Why I Do Not Take the “New Atheism” Seriously: “Flying Spaghetti Monsters,” Orbiting Tea Pots, and Invisible Pink Unicorns

Melancholy One of the reasons that I do not take the “New Atheism” seriously is that they do not know what they are talking about when they say that they do not believe that there is such “a being” as God. In any intelligent disagreement it is important that both sides understand each other’s position well enough that they can at least agree on what the disagreement is about. Suppose that I were having a disagreement with a contemporary scientist in which I claimed that I did not believe in the scientific discipline of “Physics,” and that I defended my position by arguing that there is no good evidence for the existence of “phlogiston,” or that I found the ancient Greek philosopher Thales’ claim that all reality is composed of the substance of water to be empirically falsifiable, or that I disagreed with Aristotle in his book entitled Physics that everything in the sublunar sphere is composed of the four elements of earth, air, fire and water, and that everything in the heavens is made of a fifth element called “aether.” If the scientist were very patient, he might well explain that phlogiston is a long discredited scientific theory and that the modern scientific discipline of physics is not at all the same thing as what ancient Greek philosophers meant by “physics.” If, however, I continued to make objections against “phlogiston” or claims about physical reality being composed of the elements of “earth” “air,” “fire,” and “water,” the scientist at some point would likely throw up his hands in exasperation because I clearly did not know what I was talking about when I used the word “Physics.”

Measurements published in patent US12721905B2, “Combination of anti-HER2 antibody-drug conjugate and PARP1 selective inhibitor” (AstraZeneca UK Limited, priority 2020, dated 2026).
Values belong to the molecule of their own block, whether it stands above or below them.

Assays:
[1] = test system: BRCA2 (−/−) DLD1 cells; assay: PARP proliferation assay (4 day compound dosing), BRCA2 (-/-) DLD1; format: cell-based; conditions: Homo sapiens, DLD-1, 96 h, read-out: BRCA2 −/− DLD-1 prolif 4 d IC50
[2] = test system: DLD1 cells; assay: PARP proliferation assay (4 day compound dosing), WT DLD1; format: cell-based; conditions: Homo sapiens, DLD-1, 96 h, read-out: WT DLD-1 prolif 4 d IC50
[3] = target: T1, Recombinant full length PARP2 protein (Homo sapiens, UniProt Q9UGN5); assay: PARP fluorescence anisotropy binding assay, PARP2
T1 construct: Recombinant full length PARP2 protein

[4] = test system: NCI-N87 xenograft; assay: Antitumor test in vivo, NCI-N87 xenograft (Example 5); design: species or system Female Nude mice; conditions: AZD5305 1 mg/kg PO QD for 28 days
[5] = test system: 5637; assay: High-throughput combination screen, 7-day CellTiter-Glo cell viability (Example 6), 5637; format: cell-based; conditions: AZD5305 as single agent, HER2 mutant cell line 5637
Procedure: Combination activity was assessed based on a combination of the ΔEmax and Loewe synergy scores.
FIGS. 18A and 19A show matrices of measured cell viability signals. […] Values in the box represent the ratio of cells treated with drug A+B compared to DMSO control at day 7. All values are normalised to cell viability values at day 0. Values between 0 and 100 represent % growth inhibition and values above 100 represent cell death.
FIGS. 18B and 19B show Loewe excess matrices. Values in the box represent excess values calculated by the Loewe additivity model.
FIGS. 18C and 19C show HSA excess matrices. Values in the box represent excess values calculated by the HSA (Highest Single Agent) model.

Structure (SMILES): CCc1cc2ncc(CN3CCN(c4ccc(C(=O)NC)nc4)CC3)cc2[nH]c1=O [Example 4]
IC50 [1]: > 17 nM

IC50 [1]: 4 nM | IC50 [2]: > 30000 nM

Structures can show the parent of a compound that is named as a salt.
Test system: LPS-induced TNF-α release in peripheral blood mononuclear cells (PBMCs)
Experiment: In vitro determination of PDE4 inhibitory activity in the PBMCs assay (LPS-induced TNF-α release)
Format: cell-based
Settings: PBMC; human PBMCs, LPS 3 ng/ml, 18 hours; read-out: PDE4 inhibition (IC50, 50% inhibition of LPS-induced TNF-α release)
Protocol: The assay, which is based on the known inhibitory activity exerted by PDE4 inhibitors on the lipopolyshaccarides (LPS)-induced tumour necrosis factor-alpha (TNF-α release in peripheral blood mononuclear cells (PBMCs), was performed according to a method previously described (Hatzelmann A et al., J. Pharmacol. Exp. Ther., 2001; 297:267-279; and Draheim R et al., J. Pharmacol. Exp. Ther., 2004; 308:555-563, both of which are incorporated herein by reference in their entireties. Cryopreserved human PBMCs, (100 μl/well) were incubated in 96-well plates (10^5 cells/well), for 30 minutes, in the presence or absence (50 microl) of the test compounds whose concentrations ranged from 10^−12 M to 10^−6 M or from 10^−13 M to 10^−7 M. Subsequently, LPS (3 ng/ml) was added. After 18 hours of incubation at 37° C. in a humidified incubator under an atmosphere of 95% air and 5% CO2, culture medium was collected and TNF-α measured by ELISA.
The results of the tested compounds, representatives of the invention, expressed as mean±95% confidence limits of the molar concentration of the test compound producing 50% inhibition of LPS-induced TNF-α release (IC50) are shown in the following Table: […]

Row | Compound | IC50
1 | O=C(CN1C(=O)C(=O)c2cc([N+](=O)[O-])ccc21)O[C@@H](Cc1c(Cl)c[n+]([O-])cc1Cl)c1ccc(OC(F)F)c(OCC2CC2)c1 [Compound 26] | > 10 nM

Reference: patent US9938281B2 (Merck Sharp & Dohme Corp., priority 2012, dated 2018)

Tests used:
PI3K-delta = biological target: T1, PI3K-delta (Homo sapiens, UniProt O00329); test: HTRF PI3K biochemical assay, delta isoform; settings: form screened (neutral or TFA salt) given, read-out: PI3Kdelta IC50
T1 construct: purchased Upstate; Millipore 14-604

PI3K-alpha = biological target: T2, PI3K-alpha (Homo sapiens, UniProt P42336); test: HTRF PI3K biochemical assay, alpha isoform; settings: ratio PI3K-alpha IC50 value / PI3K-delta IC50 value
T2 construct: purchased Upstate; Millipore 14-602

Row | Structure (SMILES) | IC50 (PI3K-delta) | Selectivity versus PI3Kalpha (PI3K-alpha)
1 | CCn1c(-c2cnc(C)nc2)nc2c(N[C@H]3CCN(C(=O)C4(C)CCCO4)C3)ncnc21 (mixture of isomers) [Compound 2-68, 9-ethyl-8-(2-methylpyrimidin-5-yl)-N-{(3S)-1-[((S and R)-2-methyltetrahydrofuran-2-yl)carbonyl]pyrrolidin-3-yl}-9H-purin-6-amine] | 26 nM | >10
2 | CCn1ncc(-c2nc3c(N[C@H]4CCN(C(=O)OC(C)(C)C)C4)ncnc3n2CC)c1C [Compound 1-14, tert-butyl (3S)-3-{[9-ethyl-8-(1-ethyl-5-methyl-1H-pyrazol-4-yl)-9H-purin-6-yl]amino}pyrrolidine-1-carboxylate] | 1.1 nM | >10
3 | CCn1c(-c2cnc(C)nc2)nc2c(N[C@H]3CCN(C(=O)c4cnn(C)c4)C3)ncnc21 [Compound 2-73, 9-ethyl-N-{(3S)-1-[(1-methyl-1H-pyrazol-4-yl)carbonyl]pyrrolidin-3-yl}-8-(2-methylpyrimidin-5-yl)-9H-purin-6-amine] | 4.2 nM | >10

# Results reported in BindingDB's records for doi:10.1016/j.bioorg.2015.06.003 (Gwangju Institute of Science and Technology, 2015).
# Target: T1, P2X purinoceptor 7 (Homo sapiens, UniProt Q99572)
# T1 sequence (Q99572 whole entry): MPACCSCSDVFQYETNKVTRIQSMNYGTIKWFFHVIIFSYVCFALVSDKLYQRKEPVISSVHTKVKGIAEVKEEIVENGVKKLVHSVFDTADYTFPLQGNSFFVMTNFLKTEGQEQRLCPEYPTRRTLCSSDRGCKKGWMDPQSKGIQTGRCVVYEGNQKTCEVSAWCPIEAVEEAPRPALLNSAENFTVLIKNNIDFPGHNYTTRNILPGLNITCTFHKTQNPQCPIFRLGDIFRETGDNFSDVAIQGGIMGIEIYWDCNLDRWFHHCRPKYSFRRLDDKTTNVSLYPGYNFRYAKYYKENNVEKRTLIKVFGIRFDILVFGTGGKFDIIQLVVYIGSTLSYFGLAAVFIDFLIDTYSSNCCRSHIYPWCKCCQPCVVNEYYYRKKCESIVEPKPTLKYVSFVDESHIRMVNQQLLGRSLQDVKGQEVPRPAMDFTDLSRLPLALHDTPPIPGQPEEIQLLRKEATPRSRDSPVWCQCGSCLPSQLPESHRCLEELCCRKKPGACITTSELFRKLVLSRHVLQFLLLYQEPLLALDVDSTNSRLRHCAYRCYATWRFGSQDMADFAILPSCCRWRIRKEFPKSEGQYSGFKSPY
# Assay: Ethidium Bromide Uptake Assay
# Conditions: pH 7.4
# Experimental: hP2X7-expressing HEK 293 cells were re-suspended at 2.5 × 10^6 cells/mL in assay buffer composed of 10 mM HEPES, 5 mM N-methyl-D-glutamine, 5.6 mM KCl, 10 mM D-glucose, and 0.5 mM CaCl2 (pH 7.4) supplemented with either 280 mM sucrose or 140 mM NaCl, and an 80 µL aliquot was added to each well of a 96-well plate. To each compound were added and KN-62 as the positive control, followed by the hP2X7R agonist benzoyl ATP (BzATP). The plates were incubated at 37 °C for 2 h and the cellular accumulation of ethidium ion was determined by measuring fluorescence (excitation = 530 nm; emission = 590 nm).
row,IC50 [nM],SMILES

The New Atheists (and their followers) continue to use arguments that show that they simply do not know what they are talking about when they use the word “God.” This can be shown by the repeated use of a number of tropes that compare belief in the existence of God to belief in things like “The Flying Spaghetti Monster,” Bertrand Russell’s “orbiting tea pot,” “Invisible Pink Unicorns,” or “imaginary friends.” A variation on the same trope would be Richard Dawkins’ argument in his book The God Delusion against the claim that the possibility of life coming into existence on earth would be equivalent to claiming that a hurricane sweeping through a scrap yard could assemble a Boeing 747 aircraft. Dawkins responded that any being that could create a 747 would have to be “more complicated” than a 747. So if an entity existed that could create the universe, this entity would have to be even more complicated than the universe, and so its existence would be even more statistically improbable than the existence of the universe itself.